On the Republican side, some states have screwy rules that thwart the popular vote. In Georgia, a candidate has to get at least 20 percent of the vote to get any delegates at all; if the field is still large when Georgians vote on March 1st, a lot of Republican choices might be left on the floor like so many hanging chads. Ohio, Arizona and Florida are winner-take-all states, which is great news if you're local boy Jeb! Bush, looking for a way back into the race, but doesn't reflect the will of Republican voters at all.

Oh, and if the Republicans get to their convention and nobody has amassed more than 50 percent of the delegates? Then all the delegates can do whatever they want, and the nominee will be selected the old-fashioned way, by party insiders.

The solution to party corruption in the 20th century was to turn party primaries into something resembling public elections. Over time, the public seems to have bought into the notion that the primaries and the general are so integrated that the only viable candidates for president (or major federal office) are a Democrat, a Republican and maybe an eccentric billionaire.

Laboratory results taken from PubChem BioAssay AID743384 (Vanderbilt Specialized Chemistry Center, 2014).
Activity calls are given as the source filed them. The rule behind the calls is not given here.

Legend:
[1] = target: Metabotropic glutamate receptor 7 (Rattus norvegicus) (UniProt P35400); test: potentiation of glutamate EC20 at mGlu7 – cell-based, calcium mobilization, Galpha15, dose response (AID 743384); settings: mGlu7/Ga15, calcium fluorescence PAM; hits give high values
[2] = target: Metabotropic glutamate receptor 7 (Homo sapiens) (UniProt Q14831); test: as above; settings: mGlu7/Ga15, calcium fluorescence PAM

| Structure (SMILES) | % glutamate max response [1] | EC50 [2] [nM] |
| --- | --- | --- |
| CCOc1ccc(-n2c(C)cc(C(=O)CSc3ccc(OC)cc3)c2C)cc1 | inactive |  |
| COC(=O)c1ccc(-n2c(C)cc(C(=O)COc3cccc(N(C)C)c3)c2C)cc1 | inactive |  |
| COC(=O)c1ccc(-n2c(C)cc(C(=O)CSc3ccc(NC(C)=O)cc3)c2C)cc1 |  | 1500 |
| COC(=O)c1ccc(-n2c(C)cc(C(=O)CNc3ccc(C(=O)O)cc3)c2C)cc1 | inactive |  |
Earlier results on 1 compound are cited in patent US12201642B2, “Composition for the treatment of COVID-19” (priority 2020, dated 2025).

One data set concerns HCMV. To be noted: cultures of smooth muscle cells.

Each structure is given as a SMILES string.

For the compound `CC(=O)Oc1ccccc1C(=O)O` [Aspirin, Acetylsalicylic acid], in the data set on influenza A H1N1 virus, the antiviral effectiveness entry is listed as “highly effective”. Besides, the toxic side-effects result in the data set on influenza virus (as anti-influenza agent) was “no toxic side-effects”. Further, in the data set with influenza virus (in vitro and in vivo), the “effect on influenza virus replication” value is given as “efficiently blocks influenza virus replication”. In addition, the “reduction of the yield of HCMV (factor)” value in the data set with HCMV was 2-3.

But it doesn't have to be this way. We could remove all public financing and support from the parties and let them deal with their workings on their own if we replaced our system with something like ranked-choice voting — in which you're given a slate of candidates that you rank one to five, in order of preference. Why choose between Trump and Cruz when what you really mean is, "I want Trump most and Cruz second most?" It's honest. It's simple. It works.

Some folks at the Massachusetts Institute of Technology and the University of Memphis even tested it on 2012 general-election voters and found that actual voter preferences were better reflected in the results, even if Barack Obama still beat Mitt Romney by about the same margin.

Ranked-choice voting: It's simple. It's more inclusive. It makes more sense than this nonsense we're watching right now.